Stein files for Wis. recount; what happens now?

The Green Party’s Jill Stein has officially requested a recount in Wisconsin, where Donald Trump currently holds a lead of 27,257 votes over Hillary Clinton.

The Wisconsin Elections Commission announced that it received Stein’s petition Friday.

“The Commission is preparing to move forward with a statewide recount of votes for President of the United States,” Wisconsin Elections Commission Administrator Michael Haas said in a statement. The state will be working to complete the recount by the federal deadline of Dec. 13.

What happens next?

The recount is expected to begin late next week, after the Stein campaign pays the recount fee, which is still be calculated.

Early estimates suggest the cost of the recount could reach the $1 million range, and Stein’s campaign will have to pay for it under Wisconsin’s rules. If the margin had been under 0.5 percent, the state would pay for the recount, but the current margin of 27,257 is just under one percent -- the tally currently stands at 1,409,467 for Mr. Trump and 1,382,210 for Clinton. Money won’t be a problem -- Stein has so far raised over $5 million for recount efforts in three states including Wisconsin, and she has now specifically set aside $2.5 million for that effort.

Haas noted in the commission’s statement that the last statewide recount was in 2011 after the Supreme Court election, and that cost over half a million dollars. That election had about 1.5 million votes, roughly half as many as the 2016 presidential election in Wisconsin.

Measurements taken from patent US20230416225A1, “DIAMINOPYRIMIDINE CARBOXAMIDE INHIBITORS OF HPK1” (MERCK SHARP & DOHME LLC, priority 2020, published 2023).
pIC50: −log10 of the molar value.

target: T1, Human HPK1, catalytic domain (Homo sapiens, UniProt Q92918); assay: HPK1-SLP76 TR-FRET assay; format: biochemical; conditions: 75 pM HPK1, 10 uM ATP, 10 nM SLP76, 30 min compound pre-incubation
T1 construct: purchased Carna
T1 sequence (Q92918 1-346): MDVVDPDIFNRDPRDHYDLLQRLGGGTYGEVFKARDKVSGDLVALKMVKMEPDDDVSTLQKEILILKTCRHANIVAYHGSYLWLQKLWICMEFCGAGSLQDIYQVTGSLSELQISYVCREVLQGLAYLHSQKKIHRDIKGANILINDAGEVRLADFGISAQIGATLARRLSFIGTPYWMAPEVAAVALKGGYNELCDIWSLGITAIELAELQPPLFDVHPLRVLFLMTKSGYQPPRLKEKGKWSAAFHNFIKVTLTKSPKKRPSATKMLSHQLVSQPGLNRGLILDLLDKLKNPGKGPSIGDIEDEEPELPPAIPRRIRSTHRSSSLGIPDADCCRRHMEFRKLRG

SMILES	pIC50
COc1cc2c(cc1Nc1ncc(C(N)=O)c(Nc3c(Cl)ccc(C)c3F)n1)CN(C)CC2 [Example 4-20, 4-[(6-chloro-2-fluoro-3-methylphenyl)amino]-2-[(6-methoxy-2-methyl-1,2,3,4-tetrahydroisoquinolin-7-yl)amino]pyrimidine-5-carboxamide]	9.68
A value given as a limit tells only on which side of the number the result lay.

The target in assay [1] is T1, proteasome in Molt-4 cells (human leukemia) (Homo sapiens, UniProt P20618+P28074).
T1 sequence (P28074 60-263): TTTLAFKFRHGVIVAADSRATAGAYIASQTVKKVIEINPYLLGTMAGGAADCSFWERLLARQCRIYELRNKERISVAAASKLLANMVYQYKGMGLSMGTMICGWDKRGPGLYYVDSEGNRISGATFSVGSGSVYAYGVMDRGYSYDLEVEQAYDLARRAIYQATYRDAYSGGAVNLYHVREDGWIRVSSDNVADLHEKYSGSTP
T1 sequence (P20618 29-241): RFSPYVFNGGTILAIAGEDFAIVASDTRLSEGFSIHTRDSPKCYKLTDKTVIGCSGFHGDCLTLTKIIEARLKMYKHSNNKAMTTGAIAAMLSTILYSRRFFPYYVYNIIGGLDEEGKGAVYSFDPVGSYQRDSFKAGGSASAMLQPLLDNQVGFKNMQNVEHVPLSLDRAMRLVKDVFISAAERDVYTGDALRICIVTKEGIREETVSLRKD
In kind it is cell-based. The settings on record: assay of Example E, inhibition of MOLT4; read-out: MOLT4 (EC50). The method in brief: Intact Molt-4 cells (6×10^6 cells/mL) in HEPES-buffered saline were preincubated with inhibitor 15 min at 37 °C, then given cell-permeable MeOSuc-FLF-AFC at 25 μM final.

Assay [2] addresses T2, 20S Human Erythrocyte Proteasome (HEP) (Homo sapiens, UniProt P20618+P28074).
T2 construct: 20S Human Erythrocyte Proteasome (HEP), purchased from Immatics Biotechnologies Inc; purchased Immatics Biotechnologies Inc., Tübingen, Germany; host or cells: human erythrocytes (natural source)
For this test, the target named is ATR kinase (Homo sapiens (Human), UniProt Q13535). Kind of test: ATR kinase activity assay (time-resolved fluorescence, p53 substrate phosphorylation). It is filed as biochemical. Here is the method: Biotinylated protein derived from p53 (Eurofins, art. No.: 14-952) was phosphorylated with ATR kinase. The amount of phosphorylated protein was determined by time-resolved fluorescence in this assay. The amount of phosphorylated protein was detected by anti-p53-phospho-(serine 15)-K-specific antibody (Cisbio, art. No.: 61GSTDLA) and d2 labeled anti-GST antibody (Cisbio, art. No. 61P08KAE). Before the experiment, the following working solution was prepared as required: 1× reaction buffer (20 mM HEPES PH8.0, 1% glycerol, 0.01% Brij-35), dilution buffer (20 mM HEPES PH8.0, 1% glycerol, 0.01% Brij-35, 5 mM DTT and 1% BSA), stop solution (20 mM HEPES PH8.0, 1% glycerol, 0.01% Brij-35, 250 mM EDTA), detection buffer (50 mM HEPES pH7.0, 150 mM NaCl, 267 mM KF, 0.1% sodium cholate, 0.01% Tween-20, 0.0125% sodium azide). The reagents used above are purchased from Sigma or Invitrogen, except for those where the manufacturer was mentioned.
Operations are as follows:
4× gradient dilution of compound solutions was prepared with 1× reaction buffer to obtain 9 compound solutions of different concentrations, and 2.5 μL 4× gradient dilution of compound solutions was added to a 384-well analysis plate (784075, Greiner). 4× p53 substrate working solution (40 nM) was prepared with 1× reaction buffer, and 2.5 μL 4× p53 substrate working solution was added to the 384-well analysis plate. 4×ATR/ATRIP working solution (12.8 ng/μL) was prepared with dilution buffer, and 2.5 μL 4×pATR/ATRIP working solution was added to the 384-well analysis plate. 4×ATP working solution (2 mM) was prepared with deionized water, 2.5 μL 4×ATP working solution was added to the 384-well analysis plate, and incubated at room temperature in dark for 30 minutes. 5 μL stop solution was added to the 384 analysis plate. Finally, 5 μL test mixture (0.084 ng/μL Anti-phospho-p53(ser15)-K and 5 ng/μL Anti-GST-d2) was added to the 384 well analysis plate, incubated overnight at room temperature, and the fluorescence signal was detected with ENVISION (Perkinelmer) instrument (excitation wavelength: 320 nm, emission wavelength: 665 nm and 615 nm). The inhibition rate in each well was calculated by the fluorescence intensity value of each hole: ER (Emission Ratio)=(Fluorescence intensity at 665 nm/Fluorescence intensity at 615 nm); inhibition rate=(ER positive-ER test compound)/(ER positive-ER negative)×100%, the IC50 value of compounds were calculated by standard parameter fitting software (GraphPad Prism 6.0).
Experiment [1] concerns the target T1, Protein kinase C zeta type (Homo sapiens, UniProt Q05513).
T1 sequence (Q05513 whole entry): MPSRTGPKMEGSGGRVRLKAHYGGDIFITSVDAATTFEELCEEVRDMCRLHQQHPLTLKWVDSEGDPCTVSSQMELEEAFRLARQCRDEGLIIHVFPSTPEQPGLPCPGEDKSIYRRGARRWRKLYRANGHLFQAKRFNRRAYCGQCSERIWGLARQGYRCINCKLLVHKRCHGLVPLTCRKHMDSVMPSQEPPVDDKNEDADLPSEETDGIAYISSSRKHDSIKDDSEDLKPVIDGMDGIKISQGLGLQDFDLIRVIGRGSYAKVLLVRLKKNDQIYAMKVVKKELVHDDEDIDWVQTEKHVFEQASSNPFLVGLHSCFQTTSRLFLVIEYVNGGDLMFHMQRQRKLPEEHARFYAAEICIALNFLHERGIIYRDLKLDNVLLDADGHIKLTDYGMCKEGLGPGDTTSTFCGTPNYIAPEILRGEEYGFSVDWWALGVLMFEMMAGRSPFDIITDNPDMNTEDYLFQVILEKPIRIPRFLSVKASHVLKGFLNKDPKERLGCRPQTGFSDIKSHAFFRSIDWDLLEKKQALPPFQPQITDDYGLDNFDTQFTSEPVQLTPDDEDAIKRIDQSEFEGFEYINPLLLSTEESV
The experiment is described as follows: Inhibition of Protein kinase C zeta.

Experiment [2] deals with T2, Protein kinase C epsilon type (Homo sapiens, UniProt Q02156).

Over 100 reporting units from across the state have been randomly selected for audits of their voting equipment -- this has already begun. All ballots will be examined to determine voter intent before being retabulated, the statement said. And the canvassers will also examine poll lists, absentee ballots and provisional ballots as part of the recount.

Should the candidates disagree with the result of the recount, they are able to appeal in circuit court within five days of the completion of the recount.  Hillary Clinton and Donald Trump have yet to weigh in on the effort.

Stein is seeking recounts in three states: Wisconsin, Pennsylvania and Michigan. Michigan has not yet been called, and it’s the closest of the three states. If the three states were to move into Clinton’s column, she would win, with 278 electoral votes, but this seems very unlikely. It’s rare that recounts change the result of a race. 

Wisconsin, worth 10 electoral votes, has never held a presidential recount, but the effort isn’t without precedent. In 2004, the Green Party did succeed in obtaining a recount in Ohio in the presidential race. The New York Times noted at the time that the statewide recount of Ohio’s 88 counties resulted in a net difference of 285 votes, meaning that George W. Bush beat John Kerry in Ohio by 118,457 votes, instead of 118,775. The recount concluded on Dec. 28, 2004, nearly two months after the election took place.

CBS News’ Steve Chaggaris contributed to this report.

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